By Carla O’Day and Bob Conrad
Local officials voiced concern Thursday about a proposal that would have the state take over the Reno-Sparks Livestock Events Center property and rename it the Silver State Food & Agriculture Exposition Center.
If approved by legislators, the lease between the state and Washoe County would be eliminated and the Nevada Department of Agriculture (NDA) would take it over in July 2018. Plans would then be for trustees representing various livestock organizations to manage the site, according to the proposal by Sen. James Settelmeyer, R-Minden.
Reno-Sparks Convention and Visitors Authority (RSCVA) Chairman Bob Lucey said he’s concerned about the state taking a piece of property without any increased revenue and then having no funds to maintain it. This could potentially result in the state requesting Reno’s room tax funds be used for maintenance, he said.
“Of course, it (the bill draft) might not hit the floor,” Lucey said.
Board member Glenn Carano noted the Livestock Events Center needs upgrades and it would be interesting to see what would come of it if the state assumes control.
“Currently, there are no firm plans, but the Nevada Department of Agriculture, along with Reno-Sparks Livestock Events Center trustees and stakeholders, has been reviewing the property and its management,” said NDA Director Jim Barbee. “While currently leased to Washoe County, the property is on state-owned land, it is designated for the promotion of agriculture, and the Nevada Legislature will decide the next steps during the upcoming session.”
The 79th session of the Nevada Legislature opens Feb. 6. During the 120-day session lawmakers hash out a budget for the biennium.
“This is just a draft and work needs to be done on it,” said Mendy Elliott of Capitol Partners, the lobbying firm representing RSCVA for the upcoming legislative session.
Settelmeyer’s proposal indicated the livestock center property has moved away from its original land trust purposes as defined in 1887 when the state approved the appropriation of funds to purchase a property for the promotion of a state fair.
A state fair was held there annually between 1874 and 2010 and stopped due to funding challenges. After a few years off, it found a new home last summer at Mills Park in Carson City.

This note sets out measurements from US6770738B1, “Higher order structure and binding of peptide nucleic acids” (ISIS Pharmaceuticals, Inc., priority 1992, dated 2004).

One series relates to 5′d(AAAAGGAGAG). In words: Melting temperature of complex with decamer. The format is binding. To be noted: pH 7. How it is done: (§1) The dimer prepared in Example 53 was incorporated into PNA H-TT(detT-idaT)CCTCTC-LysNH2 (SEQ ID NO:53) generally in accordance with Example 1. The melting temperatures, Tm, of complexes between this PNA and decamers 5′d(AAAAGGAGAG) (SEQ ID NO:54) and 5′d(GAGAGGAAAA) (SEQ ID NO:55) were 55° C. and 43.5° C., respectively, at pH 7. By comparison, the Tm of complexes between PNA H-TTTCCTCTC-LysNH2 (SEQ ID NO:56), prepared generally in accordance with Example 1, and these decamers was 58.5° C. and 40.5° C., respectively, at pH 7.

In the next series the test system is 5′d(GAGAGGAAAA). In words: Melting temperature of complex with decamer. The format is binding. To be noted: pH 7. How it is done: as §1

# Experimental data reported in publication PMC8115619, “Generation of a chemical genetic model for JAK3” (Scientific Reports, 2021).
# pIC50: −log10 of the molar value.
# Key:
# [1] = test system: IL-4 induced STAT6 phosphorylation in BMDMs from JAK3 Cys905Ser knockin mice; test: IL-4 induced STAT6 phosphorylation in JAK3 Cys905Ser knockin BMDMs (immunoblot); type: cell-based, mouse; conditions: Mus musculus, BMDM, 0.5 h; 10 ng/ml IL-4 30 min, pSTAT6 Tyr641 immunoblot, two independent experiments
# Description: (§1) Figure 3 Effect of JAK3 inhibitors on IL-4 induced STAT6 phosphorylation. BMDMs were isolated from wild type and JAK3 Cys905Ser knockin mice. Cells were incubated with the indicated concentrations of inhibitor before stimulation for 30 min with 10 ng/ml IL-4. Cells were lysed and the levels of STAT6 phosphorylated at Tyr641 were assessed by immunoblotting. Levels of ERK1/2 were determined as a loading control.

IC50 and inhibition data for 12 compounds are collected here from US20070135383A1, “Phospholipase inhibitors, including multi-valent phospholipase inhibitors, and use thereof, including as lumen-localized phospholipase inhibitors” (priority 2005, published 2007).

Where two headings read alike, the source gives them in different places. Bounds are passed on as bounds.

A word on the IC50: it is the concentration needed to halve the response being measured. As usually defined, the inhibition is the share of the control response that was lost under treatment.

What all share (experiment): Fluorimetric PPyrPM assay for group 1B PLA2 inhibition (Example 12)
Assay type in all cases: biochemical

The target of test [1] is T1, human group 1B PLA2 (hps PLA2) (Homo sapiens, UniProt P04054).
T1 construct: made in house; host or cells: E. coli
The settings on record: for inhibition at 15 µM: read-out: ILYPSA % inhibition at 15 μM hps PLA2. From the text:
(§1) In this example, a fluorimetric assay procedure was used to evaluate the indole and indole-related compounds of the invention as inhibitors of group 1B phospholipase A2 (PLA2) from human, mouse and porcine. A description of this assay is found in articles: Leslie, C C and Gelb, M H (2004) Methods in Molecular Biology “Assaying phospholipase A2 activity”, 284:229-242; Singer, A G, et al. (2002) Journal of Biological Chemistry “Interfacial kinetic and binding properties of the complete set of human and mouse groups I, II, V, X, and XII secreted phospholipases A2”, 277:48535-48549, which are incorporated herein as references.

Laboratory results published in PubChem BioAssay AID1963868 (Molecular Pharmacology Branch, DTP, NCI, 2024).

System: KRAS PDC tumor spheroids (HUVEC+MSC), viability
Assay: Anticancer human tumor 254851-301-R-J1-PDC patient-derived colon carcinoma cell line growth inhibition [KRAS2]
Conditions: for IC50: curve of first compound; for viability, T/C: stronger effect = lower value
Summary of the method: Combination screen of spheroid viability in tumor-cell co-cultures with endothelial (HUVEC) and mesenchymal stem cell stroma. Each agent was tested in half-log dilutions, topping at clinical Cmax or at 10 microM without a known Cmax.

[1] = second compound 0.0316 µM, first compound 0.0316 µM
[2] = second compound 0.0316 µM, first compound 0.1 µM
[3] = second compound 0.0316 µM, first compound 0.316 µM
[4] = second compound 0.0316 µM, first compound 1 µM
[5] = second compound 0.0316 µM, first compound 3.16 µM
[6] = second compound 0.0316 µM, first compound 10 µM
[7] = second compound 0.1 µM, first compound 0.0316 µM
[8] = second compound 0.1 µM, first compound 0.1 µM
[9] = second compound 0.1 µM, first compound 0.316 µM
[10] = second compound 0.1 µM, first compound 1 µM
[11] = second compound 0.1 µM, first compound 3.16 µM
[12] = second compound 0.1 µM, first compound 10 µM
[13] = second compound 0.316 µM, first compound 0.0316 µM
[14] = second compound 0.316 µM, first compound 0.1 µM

Capitol Partners submitted a sampling of bill draft requests it’s tracking to board members. Representatives said they’re tracking more than 800, some that aren’t tourism related but still might affect the organization. Open meeting laws, labor laws, economic development and Occupational Safety and Health Administration standards were among things cited.
The Reno Rodeo has been looking to expand or move its operations to Wildcreek Golf Course or university property.
“We feel that we’re to the point of upgrading our facilities,” said the rodeo’s General Manager George Combs.
Examples of bill draft requests are as follows:
- BDR 37 sponsored by Assemblyman Jim Wheeler, R-Minden, would lower the minimum age to gamble in Nevada.
- BDR 41-264 sponsored by the Assembly Judiciary Committee, revises provisions governing the licensing and control of gaming.
- BDR 43 sponsored by Sen. Tick Segerblom, D-Las Vegas, would authorize municipalities to enact ordinances allowing for marijuana social clubs, events and concert arenas to allow the public use of pot.
- BDR 68 sponsored by Assemblywoman Maggie Carlton, D-Las Vegas, would revise provisions relating to transferable tax credits to attract film and other productions to Nevada.
- BDR 90 sponsored by Settelmeyer would make permanent the repeal of certain provisions relating to sellers of travel.
- BDR 747 sponsored by Assemblyman Chris Brooks, D-Las Vegas, would revise provisions governing prevailing wage.
Texts aren’t available for many bill draft requests because the Legislative Counsel Bureau is behind on issuing them, Elliott said. Additionally, language in bill proposals could change as the session takes shape.